Play Ping-Pong with Lunatic 🦀 UDP

MissMissM (she/her)
4 min readJun 27, 2022
But with 15,000 opponents? Photo by Lisa Keffer on Unsplash

As I recently threatened here — Lunatic Rust 🦀 library now has std net::UdpSocket -like lunatic::net::UdpSocket on which final PR was merged today into lunatic-rs main and ready to be played with now — if you pull the git main that is.

jtenner (GitHub) beat me to it earlier with the Lunatic AssemblyScript library — think TypeScript and WebAssembly == AssemblyScript

Lunatic (GitHub) is Erlang inspired WebAssembly runtime — or a VM — both made in Rust 🦀 and with high level libraries in Rust 🦀 — also AssemblyScript — created by Lunatic Solutions (GitHub)

Bernard has described the motivation for creating Lunatic that ticks a lot of my boxes — without having to write a single async/await in the guest side.

Back to our little game of Lunatic 🦀 Ping-Pong

I wrote a reasonably quick ugly duck test to see how the green threads scheduler handles 15,000 “clients” and a server that plays Ping-Pong with them on 4 byte UDP packets.

Think of being a table tennis player but having 15,000 opponents on the other side of the table?

It works by first spawning a “busy UDP server” process first that listens on via Process:spawn on wait_ping —

And then it keeps adding Ping clients via Process:spawn on send_ping from main loop every 100 ms — or 10 per second —

The pinger will send ping every one second and if the scheduler is really really good then you should see large amounts of “active” UDP socket flow pairs in say trafshow utility that tracks “active” connections

I would not go over 15,000 concurrent processes (or green threads) right now as the virtual memory consumption is a current issue despite my 4 byte re-allocated buffers on each process — this is something we need to sort with wasmtime that Lunatic uses — until then you might hit Out of Memory error.

The moral of the story is that this can work as reasonable stress tester for any async or lunatic runtimes out there where you need to test how many concurrent “active” processes you can have..

… and the fact that Lunatic 🦀 has now UDP support 🍷

To run this yourself

Install lunatic-runtime

cargo install lunatic-runtime

Add wasm32-wasi target

rustup target add wasm32-wasi

Pull my UDP examples repo

git clone

Make sure open file handles maximum is set high enough e.g.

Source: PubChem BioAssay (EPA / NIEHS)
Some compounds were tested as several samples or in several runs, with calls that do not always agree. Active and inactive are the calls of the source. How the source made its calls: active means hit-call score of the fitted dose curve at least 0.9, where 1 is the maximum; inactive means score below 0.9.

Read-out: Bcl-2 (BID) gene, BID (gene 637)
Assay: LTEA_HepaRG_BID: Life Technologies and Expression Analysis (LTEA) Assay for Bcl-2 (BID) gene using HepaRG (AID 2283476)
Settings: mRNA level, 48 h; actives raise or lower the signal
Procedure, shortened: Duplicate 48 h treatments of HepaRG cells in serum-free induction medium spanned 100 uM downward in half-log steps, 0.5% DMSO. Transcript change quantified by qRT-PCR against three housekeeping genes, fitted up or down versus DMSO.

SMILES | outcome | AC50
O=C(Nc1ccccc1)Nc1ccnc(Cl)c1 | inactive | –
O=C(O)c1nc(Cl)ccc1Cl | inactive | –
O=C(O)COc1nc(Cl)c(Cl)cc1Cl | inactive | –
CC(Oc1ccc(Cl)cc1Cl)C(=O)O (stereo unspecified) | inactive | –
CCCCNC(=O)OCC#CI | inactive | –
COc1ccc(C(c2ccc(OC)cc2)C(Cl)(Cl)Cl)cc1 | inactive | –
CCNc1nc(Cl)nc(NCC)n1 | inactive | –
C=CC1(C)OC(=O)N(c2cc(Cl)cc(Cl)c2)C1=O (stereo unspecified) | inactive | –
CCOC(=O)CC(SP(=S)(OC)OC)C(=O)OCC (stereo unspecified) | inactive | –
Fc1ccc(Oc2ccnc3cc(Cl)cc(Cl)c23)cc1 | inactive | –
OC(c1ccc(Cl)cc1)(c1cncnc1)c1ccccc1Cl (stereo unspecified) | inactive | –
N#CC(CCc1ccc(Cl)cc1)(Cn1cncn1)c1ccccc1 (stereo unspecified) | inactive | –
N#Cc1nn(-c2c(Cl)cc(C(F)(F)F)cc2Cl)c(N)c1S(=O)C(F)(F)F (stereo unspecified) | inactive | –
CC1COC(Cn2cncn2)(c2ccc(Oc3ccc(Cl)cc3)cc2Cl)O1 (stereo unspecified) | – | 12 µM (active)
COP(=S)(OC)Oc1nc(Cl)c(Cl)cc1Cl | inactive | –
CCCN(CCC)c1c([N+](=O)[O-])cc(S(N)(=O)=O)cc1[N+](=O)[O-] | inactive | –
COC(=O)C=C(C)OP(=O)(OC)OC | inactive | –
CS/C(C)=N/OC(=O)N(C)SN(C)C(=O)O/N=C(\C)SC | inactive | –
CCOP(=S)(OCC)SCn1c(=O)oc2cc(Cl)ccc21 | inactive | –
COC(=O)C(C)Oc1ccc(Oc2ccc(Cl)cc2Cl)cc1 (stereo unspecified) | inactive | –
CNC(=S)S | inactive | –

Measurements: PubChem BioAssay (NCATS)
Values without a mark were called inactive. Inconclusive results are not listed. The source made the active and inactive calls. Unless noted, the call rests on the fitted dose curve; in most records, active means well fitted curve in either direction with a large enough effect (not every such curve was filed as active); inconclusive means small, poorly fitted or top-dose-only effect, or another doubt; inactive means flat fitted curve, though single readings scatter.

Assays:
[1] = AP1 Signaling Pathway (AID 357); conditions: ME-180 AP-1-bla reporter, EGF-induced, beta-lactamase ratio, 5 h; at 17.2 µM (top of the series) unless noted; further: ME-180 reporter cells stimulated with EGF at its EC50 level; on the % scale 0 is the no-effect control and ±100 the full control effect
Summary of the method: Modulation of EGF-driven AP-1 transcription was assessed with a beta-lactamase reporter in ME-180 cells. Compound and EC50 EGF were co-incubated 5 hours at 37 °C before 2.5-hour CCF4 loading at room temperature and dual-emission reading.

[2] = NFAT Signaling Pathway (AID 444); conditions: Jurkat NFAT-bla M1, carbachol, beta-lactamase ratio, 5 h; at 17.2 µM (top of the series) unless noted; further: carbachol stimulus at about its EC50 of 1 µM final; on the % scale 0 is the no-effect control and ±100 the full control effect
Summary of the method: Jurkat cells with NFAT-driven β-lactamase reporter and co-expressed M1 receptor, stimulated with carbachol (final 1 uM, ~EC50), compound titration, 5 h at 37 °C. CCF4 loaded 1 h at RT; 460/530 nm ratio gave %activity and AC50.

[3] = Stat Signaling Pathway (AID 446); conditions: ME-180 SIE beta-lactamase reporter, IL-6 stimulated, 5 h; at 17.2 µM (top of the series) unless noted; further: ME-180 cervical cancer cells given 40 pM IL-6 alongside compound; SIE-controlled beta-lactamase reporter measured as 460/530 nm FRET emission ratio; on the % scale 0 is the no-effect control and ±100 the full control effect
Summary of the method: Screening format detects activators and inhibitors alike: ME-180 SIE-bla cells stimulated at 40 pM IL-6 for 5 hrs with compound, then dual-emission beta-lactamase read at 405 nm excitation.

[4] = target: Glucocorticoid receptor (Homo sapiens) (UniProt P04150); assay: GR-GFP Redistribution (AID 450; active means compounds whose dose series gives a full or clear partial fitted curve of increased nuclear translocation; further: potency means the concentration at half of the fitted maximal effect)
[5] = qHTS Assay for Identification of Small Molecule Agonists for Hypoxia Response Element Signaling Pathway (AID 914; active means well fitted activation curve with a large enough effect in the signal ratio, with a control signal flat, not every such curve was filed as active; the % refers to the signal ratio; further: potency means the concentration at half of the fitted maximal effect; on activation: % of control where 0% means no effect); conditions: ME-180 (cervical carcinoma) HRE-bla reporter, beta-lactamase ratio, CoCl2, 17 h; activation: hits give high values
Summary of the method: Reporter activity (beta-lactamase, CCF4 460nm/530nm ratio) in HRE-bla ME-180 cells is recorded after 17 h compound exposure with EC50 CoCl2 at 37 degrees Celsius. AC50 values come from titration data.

ulimit -n 100240


cd lunatic-udp-examples; cargo run — bin udp_ping_pong

Observe — install e.g. trafshow and see the ever increasing concurrent flows:

sudo trafshow -i lo ‘port 8888’

After 20 or so seconds… you should see over 200 active flows..

250 something flows…

Trafshow is reasonable tool for basic observation since it shows all the flows that have had activity within a second which means the scheduler is working as intended to send that ping roughly every second.

It will be also crucial to start ramping up/down in graduated manner so we can weed out all resource use issues e.g. memory leaks.

I will be adding some tooling around doing automated tests around this that utilises proper packet generators/probe overservers/capture as well as sys perf brobing to see how well the scheduler performed vs resources consumed and then we can track this in CI across commits over time.

Legacy POSIX/Linux-like API was just the beginning ..

Just be aware that the legacy POSIX/Linux-like syscall/libc network support was just the beginning that this effort to create current std lib — like experience was reflecting.

You can read some early related rationale on WASI here on this:

Component model is the future …

Future is Now …

I recommend looking into Fermyon spin (GitHub, .dev) as another great pointer on how — today — the component model is and how this will evolve around the server side (.. for now) WebAssembly for distributed and composable microservices with nice developer ergnomics to go with.

I think we’ve gone far from “no networking” to where we are now..

Legacy share everything or complete isolation? Is there a middle?

What is notable in that Sleepy Ping Pong experience is that every individual Pinger is running inside it’s own sandboxed wasmtime instance — thus the virtual memory usage seems absurdingly high ;)

However complete in-request/green thread level nor legacy share everything model extremes are not / may not be the only future paths in this space —

This is especially important with the component model where you would either have to do a lot of copying vs zero copy we love —

Could we apply the borrow / ownership model to WA Components?

Or.. Maybe.. we could use the borrow / ownership model like Rust 🦀 is famous for — and where modern things like io_uring require “owned buffers” due to sharing buffers between kernel / userspace —

Perhaps something I can write next! 🦄